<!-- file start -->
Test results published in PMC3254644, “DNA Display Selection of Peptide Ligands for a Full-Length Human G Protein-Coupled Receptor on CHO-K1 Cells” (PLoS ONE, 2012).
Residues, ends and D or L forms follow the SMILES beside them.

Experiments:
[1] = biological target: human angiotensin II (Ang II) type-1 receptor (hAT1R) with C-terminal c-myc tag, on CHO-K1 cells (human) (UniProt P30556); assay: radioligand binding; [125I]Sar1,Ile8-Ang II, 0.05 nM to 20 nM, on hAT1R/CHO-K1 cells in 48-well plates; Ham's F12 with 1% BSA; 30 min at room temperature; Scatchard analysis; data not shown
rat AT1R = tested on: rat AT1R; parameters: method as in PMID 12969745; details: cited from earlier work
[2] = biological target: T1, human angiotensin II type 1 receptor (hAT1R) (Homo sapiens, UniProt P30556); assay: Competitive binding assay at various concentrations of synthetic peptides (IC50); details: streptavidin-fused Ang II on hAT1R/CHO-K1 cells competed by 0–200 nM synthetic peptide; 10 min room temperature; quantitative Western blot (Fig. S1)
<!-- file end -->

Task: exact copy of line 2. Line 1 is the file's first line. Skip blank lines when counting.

Residues, ends and D or L forms follow the SMILES beside them.